Italy to pay up to €17 billion to deal with two troubled banks

The Italian government is stepping in to wind up two failing lenders and prevent a bank run, at a total cost of up to €17 billion

26 June 2017, 8:18am
Veneto Banca and Banca Popolare di Vicenza will be divided into good and bad banks
Veneto Banca and Banca Popolare di Vicenza will be divided into good and bad banks
Italy will pay up to 17 billion euros to break up two insolvent Venetian banks, which have posed a threat to the country's banking system, the government announced on Sunday.

After an emergency cabinet meeting, ministers agreed to a decree splitting Veneto Banca and Banca Popolare di Vicenza into ‘good’ and ‘bad’ banks, keeping branches open.

Both face bankruptcy and European authorities had urged Italy to devise a rescue framework, selling off the good assets of the stricken Banca Popolare di Vicenza and Veneto Banca and transferring their toxic assets to a "bad bank," essentially financed by Rome.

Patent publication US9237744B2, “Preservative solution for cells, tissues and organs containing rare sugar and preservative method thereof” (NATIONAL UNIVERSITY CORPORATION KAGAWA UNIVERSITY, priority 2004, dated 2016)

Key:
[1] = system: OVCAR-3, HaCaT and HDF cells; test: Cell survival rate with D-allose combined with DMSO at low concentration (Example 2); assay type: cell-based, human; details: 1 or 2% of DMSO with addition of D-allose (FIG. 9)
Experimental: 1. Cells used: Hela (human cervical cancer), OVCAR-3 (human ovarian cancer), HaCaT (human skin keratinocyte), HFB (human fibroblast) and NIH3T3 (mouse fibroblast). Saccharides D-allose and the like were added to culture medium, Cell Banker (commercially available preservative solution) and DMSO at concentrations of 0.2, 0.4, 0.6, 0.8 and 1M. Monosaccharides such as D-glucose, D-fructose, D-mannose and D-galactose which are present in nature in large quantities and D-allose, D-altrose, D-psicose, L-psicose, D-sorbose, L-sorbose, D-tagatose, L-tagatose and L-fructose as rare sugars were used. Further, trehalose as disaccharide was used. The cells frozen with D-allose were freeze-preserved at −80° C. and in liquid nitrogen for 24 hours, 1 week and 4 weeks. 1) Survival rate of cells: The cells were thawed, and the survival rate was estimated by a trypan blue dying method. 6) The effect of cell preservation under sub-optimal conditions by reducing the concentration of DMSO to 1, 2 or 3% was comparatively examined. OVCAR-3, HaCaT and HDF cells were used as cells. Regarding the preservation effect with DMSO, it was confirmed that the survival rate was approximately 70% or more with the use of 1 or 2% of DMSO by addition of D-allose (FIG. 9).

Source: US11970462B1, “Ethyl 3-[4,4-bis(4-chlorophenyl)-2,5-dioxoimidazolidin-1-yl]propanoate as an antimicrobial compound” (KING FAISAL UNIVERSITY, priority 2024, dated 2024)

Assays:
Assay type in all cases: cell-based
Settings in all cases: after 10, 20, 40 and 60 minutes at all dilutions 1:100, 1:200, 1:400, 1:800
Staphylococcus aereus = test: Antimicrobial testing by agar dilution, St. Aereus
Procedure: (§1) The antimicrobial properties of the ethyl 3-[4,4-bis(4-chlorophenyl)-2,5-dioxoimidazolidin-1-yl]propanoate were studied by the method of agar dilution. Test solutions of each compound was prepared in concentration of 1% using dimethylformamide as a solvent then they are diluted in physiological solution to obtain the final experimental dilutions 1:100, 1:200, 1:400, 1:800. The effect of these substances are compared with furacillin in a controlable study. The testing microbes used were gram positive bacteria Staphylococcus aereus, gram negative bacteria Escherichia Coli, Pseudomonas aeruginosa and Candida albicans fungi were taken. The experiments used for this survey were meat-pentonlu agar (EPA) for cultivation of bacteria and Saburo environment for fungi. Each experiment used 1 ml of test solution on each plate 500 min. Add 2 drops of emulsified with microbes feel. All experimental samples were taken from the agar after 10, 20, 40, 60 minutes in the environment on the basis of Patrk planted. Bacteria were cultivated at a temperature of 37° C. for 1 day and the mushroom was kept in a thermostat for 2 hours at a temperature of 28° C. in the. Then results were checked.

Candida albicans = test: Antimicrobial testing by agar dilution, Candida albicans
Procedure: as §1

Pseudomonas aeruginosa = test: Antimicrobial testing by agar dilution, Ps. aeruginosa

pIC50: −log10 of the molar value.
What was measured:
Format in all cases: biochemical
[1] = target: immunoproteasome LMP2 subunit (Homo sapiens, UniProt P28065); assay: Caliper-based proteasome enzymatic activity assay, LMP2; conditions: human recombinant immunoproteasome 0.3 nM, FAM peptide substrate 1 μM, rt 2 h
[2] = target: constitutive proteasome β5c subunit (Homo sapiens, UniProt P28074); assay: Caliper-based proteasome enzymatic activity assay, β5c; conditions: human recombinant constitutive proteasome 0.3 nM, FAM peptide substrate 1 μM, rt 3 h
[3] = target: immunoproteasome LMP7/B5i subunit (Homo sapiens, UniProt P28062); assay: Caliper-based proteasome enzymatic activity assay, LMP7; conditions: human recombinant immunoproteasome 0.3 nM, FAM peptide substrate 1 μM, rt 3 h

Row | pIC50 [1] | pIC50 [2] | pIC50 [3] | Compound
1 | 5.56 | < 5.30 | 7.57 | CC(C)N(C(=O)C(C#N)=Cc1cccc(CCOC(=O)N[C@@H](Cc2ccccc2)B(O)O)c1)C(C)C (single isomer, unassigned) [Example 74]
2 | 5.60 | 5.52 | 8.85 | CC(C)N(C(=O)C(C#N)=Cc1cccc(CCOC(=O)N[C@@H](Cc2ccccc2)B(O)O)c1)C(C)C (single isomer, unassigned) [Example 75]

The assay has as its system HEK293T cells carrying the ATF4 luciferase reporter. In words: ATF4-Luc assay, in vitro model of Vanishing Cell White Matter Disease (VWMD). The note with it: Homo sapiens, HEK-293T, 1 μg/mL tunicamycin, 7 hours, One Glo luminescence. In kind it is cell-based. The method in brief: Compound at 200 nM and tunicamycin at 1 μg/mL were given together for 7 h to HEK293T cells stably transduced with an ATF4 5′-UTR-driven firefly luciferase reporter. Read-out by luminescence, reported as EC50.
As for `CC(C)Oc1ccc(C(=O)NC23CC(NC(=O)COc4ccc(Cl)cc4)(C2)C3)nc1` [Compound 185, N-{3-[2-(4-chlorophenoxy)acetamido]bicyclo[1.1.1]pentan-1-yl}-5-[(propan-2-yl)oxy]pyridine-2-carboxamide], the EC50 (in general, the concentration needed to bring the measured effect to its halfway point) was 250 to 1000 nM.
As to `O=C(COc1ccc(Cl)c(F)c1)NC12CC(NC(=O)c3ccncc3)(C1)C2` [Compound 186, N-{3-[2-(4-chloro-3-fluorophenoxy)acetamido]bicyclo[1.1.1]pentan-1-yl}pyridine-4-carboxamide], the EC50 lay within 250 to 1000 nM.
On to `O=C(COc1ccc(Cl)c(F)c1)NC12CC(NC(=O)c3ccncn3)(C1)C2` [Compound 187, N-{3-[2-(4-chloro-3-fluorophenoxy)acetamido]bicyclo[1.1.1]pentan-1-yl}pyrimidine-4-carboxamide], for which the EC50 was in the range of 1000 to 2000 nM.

The ‘good’ assets are being acquired by Italy’s biggest retail bank, Intesa Sanpaolo, with the Italian government handing about €5 billionn to Intesa as part of the deal.

The lenders will then be liquidated, which leaves the state footing the bill for bad loans on both banks’ books, plus restructuring costs.

The Italian government would provide state guarantees worth up to €12 billion to cover potential losses at the ‘bad’ bank, Pier Carlo Padoan, the finance minister, told reporters in Rome. That means the total cost could reach €17 billion.

The move comes less than a month after the EU anti-trust authority approved Italy's massive rescue of the country's troubled third-largest bank, Monte dei Paschi di Siena (BMPS), which has been in deep trouble since the worst of the eurozone debt crisis.

On Friday, the European Central Bank ruled that the two lenders, based in the Veneto region of Italy, were “failing, or likely to fail”. That ended months of uncertainty, and failed attempts to raise fresh capital, and forced the Italian government to commence insolvency proceedings and wind them up.

The European Commission said in a statement it "has approved, under EU rules, Italian measures to facilitate the liquidation of BPVI and Veneto Banca under national insolvency law".

EU competition commissioner Margrethe Vestager said that Italy considers state aid necessary "to avoid an economic disturbance in the Veneto region".

She added that "Italy will support the sale and integration of some activities and the transfer of employees to Intesa Sanpaolo".